MPs Call on Home Secretary to Set Up National Inquiry into Child Sex Abuse
MPs have called on Home Secretary Theresa May to set up an inquiry into historical cases of child sex abuse. Former Children’s Minister Tim Loughton and fellow Conservative Zac Goldsmith are among the names calling for a national investigation into repeated failings by police in dealing with a wide variety of cases.
Other MPs calling for an inquiry are Labour’s Tom Watson and Simon Danczuk, Liberal Democrats Tessa Munt and John Hemming and the Green Party’s Caroline Lucas.
Exaronews reports that the MPs want an inquiry similar to that set up to investigate the Hillborough football stadium disaster of 1989, which uncovered the truth about an episode that involved police failure.
Although several inquiries have been set up in the wake of the Jimmy Savile sex abuse scandals, in which the deceased BBC TV star was unmasked as a prolific sex offender and paedophile, critics have said they are too disparate and need to be united into one.
There have also recently been revelations over former Liberal MP Cyril Smith, who was revealed to have abused numerous boys while serving as an MP
Zac Goldsmith said: "We now know of many cases of child abuse that went uninvestigated for far too long, not least relating to Jimmy Savile.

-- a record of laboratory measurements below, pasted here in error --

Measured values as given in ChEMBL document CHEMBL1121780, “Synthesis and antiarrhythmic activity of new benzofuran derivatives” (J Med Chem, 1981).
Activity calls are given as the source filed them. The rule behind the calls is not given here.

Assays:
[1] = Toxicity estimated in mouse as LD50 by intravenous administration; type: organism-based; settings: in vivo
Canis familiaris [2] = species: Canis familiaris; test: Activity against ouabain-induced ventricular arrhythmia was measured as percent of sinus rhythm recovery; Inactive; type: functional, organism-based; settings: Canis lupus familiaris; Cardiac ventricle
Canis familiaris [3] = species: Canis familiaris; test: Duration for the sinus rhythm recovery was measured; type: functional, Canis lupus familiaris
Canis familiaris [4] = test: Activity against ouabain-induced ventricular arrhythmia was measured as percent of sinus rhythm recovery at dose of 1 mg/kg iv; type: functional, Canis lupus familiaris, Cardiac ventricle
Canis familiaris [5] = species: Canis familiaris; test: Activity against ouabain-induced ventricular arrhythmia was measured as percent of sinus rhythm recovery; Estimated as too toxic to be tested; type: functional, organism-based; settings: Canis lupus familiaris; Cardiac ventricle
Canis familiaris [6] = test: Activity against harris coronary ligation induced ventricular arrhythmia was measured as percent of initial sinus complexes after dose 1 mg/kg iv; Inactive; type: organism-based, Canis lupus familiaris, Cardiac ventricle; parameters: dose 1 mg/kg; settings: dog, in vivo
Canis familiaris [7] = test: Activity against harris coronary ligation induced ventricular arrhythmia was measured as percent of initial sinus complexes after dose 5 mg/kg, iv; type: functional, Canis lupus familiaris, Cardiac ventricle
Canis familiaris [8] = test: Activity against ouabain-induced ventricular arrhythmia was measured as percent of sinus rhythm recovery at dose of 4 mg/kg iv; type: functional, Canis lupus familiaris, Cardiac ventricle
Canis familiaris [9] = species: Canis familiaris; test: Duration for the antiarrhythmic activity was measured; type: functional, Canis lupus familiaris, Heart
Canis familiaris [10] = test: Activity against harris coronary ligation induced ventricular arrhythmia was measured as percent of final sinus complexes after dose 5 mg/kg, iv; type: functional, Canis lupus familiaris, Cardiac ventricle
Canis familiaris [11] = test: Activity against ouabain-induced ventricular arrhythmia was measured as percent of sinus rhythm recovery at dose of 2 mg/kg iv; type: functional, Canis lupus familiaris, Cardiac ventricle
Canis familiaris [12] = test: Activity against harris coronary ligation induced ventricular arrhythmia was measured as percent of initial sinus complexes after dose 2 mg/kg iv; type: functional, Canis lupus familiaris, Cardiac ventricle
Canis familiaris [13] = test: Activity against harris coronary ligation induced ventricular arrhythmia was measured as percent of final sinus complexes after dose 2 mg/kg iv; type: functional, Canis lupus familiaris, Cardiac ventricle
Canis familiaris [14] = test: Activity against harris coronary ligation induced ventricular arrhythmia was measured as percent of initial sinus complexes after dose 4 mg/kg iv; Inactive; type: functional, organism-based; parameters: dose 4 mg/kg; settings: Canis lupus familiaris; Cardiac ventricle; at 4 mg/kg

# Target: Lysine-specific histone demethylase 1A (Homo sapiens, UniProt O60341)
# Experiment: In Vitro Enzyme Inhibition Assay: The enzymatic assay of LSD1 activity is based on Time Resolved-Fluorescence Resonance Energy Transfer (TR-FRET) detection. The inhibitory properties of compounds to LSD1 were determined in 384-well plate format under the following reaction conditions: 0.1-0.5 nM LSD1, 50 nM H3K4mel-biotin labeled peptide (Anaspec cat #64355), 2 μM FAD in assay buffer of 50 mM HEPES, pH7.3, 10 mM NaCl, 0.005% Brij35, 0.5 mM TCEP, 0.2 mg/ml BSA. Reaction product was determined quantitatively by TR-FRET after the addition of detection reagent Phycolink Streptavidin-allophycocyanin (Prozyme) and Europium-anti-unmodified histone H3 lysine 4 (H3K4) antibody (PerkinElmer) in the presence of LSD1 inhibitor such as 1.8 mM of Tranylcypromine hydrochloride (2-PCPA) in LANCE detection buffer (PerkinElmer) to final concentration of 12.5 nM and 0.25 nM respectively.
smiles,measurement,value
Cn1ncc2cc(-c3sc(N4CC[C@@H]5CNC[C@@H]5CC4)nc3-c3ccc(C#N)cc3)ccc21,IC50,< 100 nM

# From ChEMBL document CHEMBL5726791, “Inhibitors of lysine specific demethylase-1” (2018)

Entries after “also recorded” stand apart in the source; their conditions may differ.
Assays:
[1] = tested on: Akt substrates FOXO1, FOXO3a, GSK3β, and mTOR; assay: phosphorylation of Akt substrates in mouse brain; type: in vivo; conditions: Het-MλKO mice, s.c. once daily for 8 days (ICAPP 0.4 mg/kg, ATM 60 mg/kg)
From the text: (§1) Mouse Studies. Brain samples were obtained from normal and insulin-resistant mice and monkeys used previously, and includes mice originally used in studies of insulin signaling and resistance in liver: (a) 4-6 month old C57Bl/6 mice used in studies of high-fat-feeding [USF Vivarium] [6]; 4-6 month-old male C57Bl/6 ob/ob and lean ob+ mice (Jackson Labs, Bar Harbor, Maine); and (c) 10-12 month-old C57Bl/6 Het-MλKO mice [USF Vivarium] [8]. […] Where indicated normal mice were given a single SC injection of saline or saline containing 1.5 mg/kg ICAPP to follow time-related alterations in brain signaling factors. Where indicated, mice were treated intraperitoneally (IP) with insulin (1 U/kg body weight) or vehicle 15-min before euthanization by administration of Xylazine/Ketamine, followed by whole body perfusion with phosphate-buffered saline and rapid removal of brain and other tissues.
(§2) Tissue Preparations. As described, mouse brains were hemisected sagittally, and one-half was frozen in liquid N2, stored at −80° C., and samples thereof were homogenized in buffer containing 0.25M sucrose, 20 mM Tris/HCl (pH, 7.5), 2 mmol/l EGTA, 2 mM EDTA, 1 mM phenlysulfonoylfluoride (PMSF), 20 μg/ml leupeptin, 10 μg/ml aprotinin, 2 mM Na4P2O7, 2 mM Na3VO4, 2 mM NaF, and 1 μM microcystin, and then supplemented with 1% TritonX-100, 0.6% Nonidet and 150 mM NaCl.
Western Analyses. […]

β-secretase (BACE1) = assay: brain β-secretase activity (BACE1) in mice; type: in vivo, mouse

"But we also know that countless questions remain unanswered, and they must be – in full. The government should establish – and properly resource – an independent inquiry so that a line can be drawn, once and for all."
John Hemming added: "The whole area is still not in any way properly accountable or subject to independent checks. The sagas with Kincora [a Northern Ireland boys' home subject of several abuse allegations] and [Cyril] Smith do seem to have a pattern of similarities that needs a proper independent investigation. Our system, however, is very tolerant of misconduct in public office."
MPs also say that the inquiry should include an investigation into a dossier on celebrities and politicians who were paedophiles, compiled by the late Conservative MP Geoffrey Dickens in 1984. Although it was submitted to the Home Office, it has since vanished.